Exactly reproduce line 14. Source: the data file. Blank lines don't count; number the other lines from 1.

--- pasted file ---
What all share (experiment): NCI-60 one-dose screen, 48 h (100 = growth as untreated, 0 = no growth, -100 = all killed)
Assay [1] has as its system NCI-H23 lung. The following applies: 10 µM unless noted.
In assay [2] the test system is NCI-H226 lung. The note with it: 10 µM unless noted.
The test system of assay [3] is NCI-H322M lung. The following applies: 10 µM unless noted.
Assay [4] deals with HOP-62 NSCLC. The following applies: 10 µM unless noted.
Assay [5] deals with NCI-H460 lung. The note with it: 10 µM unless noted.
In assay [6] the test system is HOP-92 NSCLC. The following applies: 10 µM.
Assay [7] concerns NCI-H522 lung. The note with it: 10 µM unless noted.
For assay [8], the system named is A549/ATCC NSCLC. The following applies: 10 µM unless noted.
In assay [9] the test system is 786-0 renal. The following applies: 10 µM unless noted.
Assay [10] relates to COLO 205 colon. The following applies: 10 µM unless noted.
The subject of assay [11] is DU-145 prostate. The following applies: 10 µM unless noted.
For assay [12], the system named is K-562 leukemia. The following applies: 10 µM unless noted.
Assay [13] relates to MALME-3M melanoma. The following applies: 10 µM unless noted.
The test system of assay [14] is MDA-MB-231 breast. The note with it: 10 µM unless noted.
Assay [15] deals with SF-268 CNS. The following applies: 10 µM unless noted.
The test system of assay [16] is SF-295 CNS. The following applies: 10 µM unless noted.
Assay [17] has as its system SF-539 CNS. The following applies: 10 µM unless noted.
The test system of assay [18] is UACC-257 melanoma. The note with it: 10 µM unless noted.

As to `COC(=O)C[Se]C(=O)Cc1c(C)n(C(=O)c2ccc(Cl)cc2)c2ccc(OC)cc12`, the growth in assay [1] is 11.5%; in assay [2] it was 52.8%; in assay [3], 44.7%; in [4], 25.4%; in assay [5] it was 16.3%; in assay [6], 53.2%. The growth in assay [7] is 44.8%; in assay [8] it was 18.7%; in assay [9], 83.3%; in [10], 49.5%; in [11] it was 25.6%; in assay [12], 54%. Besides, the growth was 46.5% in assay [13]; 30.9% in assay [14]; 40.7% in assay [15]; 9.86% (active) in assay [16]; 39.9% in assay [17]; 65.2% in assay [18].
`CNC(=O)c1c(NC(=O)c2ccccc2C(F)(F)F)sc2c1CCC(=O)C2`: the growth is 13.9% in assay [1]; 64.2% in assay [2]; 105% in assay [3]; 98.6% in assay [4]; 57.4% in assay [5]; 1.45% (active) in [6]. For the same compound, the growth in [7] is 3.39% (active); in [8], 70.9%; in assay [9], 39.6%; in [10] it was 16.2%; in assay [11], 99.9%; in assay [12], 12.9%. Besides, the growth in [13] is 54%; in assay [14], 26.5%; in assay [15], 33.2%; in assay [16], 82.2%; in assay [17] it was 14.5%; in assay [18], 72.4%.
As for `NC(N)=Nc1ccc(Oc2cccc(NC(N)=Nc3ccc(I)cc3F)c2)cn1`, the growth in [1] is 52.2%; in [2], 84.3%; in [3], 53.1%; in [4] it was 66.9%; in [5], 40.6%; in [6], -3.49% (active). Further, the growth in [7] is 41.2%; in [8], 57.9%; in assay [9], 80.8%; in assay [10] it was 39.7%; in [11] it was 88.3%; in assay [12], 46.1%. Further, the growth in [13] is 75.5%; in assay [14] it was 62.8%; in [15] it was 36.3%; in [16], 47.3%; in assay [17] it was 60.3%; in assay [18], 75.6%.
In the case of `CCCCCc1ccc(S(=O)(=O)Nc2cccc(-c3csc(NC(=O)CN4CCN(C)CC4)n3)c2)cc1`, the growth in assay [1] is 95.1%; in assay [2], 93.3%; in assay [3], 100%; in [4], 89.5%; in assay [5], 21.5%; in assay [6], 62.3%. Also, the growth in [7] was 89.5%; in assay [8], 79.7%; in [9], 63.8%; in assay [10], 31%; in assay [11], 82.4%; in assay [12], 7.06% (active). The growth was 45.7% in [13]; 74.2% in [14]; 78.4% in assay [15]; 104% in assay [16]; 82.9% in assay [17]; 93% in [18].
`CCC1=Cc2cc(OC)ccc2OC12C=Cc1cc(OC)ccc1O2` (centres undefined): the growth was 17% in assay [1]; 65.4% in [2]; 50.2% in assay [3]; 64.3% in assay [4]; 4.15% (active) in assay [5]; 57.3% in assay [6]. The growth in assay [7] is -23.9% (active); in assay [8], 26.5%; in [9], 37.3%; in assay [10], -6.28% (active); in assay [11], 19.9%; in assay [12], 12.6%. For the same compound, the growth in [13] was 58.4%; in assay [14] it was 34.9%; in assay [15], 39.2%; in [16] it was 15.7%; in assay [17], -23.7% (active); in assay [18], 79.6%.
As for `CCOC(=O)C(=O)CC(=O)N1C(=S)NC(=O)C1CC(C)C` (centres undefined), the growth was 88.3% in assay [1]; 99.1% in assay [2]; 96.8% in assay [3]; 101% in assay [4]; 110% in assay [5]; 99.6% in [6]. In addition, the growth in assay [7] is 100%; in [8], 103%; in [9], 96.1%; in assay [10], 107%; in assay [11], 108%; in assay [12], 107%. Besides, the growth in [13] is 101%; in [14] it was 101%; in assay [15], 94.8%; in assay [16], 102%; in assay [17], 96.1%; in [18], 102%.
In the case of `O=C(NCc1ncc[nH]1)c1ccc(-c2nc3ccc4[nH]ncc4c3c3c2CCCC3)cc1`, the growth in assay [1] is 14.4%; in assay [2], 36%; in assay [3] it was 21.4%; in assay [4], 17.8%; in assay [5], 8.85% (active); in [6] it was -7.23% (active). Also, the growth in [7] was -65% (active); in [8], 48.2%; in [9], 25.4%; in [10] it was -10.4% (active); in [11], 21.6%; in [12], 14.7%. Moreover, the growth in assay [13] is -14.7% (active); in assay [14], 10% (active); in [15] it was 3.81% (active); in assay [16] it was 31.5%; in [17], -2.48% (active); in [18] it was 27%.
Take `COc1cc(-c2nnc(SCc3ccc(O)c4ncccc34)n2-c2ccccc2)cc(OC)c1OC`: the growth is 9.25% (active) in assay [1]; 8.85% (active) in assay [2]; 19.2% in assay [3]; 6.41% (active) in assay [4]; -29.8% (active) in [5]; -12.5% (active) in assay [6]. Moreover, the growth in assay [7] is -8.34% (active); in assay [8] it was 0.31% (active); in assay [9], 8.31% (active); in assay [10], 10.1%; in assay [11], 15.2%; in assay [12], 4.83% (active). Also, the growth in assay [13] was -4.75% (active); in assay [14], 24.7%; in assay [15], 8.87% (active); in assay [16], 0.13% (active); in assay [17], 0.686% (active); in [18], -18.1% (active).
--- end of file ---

Assay [13] relates to MALME-3M melanoma. The following applies: 10 µM unless noted.